Major utilities form Southeast hydrogen hub coalition

A newly-formed coalition of some of the largest utilities in the U.S. will pursue a “six-state hydrogen hub” in the Southeast and plans to apply for funding from an $8 billion U.S. Department of Energy program.

The coalition includes Dominion Energy, Duke Energy, Louisville Gas & Electric Company and Kentucky Utilities Company (LG&E and KU), Southern Company, and the Tennessee Valley Authority (TVA), along with Battelle and others, according to an announcement Nov. 1.

Other members of the group will include hydrogen users from a variety of industries in Alabama, Georgia, Kentucky, North Carolina, South Carolina and Tennessee.

Many believe hydrogen is poised to play a major role in addressing climate change. In power generation, the advantages of hydrogen include fuel flexibility through the ability to blend hydrogen with natural gas, fuel security through integration with hydrogen storage and the flexibility to follow loads from variable generation.

Major OEMs like GE, Siemens and Mitsubishi Power have been focusing their efforts on hydrogen combustion in gas turbines, particularly for large-scale generation.

“By working together, the coalition can focus on developing scalable, integrated projects at key locations across the entire Southeast in support of these carbon-reduction goals and encourage the broad-based development of a regional energy ecosystem that will allow members to deploy hydrogen as a decarbonization solution for customers and communities,” said a joint release from the utilities.


Check out a recent episode of the Factor This! podcast that examined the future of green hydrogen, featuring experts from Generate Capital, EDP Renewables, and the National Renewable Energy Laboratory. Subscribe today wherever you get your podcasts.


DOE’s $8 billion regional hydrogen hub program comes from the Infrastructure Investment and Jobs Act (IIJA) passed in 2021.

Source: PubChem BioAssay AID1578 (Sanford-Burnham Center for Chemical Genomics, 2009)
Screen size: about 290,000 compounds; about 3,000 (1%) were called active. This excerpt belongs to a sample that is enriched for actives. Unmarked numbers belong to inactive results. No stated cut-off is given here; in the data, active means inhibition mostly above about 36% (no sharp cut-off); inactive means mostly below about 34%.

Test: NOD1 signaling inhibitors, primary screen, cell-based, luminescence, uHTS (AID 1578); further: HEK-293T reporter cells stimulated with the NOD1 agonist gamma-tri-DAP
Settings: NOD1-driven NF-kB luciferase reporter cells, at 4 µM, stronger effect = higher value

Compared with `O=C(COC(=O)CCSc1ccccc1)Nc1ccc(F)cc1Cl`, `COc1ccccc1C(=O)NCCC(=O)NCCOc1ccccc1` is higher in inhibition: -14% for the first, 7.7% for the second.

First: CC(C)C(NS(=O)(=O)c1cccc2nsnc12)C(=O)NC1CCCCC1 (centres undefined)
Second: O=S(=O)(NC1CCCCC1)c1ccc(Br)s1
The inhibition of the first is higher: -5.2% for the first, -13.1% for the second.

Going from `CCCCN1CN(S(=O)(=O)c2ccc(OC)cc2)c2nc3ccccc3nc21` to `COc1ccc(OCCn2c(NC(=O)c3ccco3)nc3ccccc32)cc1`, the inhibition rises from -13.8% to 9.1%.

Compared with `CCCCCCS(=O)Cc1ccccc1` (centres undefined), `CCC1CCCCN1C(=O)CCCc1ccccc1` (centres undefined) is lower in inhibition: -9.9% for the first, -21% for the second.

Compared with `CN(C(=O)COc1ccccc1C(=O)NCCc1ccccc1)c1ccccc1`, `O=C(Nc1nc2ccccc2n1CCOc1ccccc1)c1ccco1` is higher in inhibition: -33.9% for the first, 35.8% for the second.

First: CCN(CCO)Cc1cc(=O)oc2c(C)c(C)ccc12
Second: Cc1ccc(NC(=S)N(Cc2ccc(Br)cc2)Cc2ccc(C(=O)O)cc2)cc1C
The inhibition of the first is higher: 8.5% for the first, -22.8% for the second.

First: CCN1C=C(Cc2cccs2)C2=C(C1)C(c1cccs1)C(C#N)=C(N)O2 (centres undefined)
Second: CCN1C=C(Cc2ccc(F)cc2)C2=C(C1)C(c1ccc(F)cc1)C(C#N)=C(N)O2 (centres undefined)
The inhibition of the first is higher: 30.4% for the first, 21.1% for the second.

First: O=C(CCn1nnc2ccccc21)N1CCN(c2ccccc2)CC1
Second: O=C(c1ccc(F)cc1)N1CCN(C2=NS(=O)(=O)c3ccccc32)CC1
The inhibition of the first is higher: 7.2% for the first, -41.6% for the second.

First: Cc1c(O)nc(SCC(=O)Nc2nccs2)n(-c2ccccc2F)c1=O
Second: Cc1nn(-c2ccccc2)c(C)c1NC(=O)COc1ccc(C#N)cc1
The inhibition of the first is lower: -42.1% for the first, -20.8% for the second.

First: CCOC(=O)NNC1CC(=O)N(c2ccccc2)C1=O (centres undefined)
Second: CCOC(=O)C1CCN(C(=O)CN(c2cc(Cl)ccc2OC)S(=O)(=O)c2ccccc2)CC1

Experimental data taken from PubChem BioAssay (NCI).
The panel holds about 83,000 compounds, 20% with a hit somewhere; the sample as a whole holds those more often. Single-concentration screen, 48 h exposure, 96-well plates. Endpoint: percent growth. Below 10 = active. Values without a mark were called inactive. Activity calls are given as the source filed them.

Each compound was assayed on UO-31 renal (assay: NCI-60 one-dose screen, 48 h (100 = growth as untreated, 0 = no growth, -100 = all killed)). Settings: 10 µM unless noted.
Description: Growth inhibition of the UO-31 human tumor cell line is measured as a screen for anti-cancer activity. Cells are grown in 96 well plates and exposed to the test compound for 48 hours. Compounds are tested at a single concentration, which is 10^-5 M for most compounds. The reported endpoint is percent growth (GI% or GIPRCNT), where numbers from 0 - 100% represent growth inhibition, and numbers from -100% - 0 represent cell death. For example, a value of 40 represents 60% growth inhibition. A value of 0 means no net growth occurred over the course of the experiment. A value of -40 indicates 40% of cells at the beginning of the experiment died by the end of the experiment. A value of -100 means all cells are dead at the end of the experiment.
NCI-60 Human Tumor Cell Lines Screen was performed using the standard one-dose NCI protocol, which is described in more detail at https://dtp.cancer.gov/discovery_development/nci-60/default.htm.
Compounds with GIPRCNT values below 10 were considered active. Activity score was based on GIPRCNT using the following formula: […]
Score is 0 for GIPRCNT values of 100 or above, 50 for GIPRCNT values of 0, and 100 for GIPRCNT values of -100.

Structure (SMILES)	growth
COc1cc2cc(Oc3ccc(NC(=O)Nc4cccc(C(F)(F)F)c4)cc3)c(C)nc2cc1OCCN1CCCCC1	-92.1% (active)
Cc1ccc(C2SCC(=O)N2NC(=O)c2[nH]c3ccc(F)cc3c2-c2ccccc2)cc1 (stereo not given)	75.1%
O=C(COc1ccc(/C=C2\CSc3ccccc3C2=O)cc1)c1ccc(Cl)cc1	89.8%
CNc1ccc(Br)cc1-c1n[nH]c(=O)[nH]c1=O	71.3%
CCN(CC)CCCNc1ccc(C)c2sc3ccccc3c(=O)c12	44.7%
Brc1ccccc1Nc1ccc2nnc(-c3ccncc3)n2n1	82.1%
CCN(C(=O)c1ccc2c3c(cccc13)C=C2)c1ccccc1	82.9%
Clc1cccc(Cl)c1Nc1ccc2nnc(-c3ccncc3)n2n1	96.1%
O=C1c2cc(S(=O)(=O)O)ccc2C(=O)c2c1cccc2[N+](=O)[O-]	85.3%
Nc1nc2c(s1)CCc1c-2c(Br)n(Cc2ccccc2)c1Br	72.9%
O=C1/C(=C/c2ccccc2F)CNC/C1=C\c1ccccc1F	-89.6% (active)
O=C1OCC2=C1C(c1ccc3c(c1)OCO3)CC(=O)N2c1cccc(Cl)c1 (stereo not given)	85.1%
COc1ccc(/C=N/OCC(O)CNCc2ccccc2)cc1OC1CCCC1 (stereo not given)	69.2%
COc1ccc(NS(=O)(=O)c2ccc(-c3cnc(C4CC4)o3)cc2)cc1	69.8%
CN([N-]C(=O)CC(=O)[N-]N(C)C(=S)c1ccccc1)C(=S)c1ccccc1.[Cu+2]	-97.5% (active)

According to program criteria, hubs would need to demonstrate the production, processing, delivery, storage and end use of clean hydrogen.

Hydrogen hubs would be sited in different regions of the U.S. DOE said it envisions selecting between 6-10 hubs at a total of $6-7 billion, depending on the number, quality and funding needs of applications received. The remaining $1-2 billion could be reserved for future hub launches or other supporting activities.

To the maximum extent possible, the DOE would choose projects based on several objectives:

-At least one hub would produce hydrogen from fossil fuels, one hub from renewable energy, and one hub from nuclear energy.

-At least one hub would demonstrate the end-use of clean hydrogen in the electric power generation sector, one in the industrial sector, one in the residential and commercial heating sector and one in transportation.

-Each hub would be located in a different region of the United States and leverage energy resources abundant to that region, including at least two hubs in regions with abundant natural gas resources.

-DOE would give priority to hubs likely to create opportunities for skilled training and long-term employment to the largest number of residents in the region.


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Author: Kevin Clark